We've all experienced the boosts in mood, health and productivity that a refreshing night of slumber grants. Yet finding the time to snooze can be a struggle.
Family medicine physician Neil Kalsi, MD, is a big fan of sleep's potent properties. "A lot of important physiological functions at night help us stay healthy. Sleep is so important," he says. "If you're not consistently getting eight hours of sleep on average, you are taking a toll on your health."
Looking to improve your sleep hygiene and bedtime habits? Here Dr. Kalsi gives six science-based tips to help you sleep better.
1. How long caffeine stays in your system
You might not think much of an afternoon can of pop. Or maybe you like to drink coffee with your evening meal. But caffeine can stay in your system a lot longer than you think – and affect a good night's sleep.
"I recommend stopping all caffeine by mid-afternoon," says Dr. Kalsi. "That includes caffeinated teas, coffees and sodas."
As we age, we can become more sensitive to caffeine. Older adults may need to curb their caffeine consumption if they notice it disrupting their sleep.
2. Energy-boosting alternatives to caffeine
"Healthy snacks, like a fruit or vegetable, can be energizing," says Dr. Kalsi. "Drinking lots of water can also help us stay awake."
And don't underestimate the impact of a quick exercise session. "Even light exercise can be quite helpful for a quick energy boost," adds Dr. Kalsi. "A brisk walk, quick swim or dance session in the afternoon can help you power through to the evening."
3. Alcohol's impact on sleep: retire the nightcap
Alcohol may help you feel tired, but the quality of sleep after drinking is not great. Even if you're asleep for six to eight hours, your time asleep isn't as rejuvenating or refreshing as sober sleep.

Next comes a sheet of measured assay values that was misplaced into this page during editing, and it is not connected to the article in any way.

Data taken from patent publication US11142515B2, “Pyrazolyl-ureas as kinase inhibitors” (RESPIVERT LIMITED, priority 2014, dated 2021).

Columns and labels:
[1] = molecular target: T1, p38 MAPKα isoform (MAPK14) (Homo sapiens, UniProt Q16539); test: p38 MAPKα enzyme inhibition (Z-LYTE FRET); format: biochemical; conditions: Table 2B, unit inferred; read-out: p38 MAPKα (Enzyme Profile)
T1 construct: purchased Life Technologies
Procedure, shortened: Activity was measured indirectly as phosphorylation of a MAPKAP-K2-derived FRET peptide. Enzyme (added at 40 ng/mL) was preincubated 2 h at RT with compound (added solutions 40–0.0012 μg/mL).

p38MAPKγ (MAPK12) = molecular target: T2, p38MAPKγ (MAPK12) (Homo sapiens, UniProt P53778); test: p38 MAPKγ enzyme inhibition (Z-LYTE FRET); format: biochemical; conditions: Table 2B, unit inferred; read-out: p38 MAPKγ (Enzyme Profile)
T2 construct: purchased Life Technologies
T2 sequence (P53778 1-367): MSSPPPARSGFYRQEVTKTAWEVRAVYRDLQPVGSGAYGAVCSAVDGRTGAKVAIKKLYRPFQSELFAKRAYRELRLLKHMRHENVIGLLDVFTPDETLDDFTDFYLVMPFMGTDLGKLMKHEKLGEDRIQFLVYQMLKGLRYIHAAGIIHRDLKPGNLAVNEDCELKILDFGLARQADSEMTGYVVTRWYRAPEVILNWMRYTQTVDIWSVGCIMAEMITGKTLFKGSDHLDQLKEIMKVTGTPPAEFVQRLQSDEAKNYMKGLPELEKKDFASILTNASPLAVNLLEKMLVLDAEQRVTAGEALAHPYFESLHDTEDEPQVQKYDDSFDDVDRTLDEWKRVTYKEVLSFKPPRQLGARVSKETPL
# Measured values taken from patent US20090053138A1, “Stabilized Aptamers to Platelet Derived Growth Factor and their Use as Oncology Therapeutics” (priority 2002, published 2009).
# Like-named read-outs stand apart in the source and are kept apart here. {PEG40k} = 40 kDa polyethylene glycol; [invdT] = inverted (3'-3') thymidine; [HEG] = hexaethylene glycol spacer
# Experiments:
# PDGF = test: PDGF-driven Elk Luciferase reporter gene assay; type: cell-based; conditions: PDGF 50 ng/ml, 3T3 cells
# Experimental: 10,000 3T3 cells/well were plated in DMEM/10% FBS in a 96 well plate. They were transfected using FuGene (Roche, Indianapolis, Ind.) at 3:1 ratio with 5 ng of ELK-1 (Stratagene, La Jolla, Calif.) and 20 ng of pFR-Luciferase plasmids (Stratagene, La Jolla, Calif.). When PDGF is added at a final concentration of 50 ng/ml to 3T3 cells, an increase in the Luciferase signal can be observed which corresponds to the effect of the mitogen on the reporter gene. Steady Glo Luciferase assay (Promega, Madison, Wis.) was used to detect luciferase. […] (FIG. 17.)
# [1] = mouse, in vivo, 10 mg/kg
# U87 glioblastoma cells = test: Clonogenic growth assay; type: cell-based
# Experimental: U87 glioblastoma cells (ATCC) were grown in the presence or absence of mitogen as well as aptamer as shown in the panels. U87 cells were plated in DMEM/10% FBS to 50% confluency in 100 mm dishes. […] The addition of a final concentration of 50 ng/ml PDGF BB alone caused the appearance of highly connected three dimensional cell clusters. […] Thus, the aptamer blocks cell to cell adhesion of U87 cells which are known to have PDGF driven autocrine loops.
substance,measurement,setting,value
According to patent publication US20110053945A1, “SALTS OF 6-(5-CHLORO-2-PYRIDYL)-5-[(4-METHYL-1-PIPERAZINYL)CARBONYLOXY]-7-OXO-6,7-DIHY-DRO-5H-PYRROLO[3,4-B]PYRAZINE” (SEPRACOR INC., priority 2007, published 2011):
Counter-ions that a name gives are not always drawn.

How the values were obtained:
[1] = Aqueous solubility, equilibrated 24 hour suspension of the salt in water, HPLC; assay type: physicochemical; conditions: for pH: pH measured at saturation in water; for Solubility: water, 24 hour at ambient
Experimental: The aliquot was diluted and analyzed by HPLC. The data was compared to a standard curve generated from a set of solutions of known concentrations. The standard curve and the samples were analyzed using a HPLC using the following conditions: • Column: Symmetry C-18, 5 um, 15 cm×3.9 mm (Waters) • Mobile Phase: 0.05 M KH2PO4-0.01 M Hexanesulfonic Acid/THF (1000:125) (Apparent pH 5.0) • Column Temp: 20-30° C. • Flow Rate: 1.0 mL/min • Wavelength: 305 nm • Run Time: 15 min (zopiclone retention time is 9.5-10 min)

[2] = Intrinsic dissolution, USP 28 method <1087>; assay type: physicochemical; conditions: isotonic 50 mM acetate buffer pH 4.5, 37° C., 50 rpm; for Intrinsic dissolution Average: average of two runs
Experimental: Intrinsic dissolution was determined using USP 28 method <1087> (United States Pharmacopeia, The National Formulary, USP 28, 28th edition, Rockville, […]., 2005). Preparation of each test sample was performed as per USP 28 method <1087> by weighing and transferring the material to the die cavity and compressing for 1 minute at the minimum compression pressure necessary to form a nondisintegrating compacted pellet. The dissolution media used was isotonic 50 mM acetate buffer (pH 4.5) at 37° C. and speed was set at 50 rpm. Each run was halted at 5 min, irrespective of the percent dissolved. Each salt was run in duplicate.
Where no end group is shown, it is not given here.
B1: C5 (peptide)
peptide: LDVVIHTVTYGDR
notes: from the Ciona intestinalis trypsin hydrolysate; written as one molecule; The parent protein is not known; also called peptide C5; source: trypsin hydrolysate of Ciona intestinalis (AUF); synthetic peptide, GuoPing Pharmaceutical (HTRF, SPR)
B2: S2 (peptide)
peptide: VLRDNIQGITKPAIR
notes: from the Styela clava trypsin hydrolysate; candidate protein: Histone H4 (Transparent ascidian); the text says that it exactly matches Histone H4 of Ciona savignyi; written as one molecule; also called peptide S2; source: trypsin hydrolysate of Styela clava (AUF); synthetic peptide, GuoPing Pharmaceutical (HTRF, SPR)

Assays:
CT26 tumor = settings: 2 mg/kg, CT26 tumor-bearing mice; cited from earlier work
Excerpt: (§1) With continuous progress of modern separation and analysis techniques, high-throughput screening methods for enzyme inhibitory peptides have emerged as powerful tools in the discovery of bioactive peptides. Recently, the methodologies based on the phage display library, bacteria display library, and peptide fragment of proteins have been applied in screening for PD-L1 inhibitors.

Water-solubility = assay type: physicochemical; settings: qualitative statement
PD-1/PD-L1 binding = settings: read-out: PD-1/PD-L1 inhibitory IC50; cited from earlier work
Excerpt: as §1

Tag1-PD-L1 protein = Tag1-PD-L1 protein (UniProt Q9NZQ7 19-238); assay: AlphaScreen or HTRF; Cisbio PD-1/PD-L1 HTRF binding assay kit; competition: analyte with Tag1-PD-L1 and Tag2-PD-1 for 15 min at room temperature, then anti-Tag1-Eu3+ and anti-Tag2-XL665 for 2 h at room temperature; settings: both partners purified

"Alcohol affects your sleep cycles, so you don't get that natural, healthier sleep that you'd get while sober that makes you feel great in the morning," explains Dr. Kalsi.
"Substances you're using – smoking, alcohol and drugs – can interfere with sleep," adds Dr. Kalsi. Dr. Kalsi cares for several patients with alcohol use disorder and opiate use disorder.
A sleep medicine specialist can help. Call 800.922.0000 to make an appointment.
4. The right time to nap
If you're struggling to fall asleep each night, napping during the day may make nighttime sleep harder. That's because naps take away "sleep pressure" – the signals in your body that say you need rest.
If you find yourself falling asleep easily each night, however, it's OK to nap. There's even an optimal time.
"The best time to have a nap is in the 1 to 3 p.m. range," says Dr. Kalsi. "There's a natural drowsiness phase in our day in the early afternoon. In other countries, they take advantage of this time to nap with a siesta."
5. Screens interfering with dreams
Screen time before bed is like wearing pajamas to work: confusing and sends the wrong message.
"Screens like your phone, computer or TV are very activating to your brain," explains Dr. Kalsi. "Similar to sunlight, the light from screens signals to your brain that it's time to wake up. The light is actually stimulating to your brain, and browsing your phone or watching TV before bed isn't a healthy way to fall asleep."
Find out why reading the news for hours at a time – also called doomscrolling – can cause anxiety and disrupt your sleep.
6. Use light to your advantage
You might consider a daily dose of sunshine to help you shake the sleepiness when you wake. Morning exposure to daylight can help your body get into a routine that makes you naturally feel sleepier at night.
"Our bodies are naturally meant to get up when the sun's up," says Dr. Kalsi. "The light from the sun helps wake us up. In the wintertime, you can use a sun lamp to mimic the natural light of the sun."
Ideally, you'll want a lamp that provides 5,000 to 10,000 lux of light. Place the sun lamp about 12 to 14 inches away from your eyes, depending on the lamp size, and have the light pointing down at you.
Healthy sleep habits
Try these healthy habits to help you get a good night's rest:
- Stick to a standard time for bed and time to get up every day
- Incorporate a calming bedtime routine to prepare your body and mind for sleep
- Ditch all electronic devices an hour before bedtime, as they may suppress the body's natural release of melatonin
- Invest in a comfortable bed, reserved for sleeping (not working or watching television)
- Create a dark, cool and relaxed environment
- Exercise during the day, preferably earlier in the day
- Stop caffeine intake after lunch
- Get exposure to light in the daytime
Plus, find out why melatonin supplements can help in the short term but aren't a long-term fix.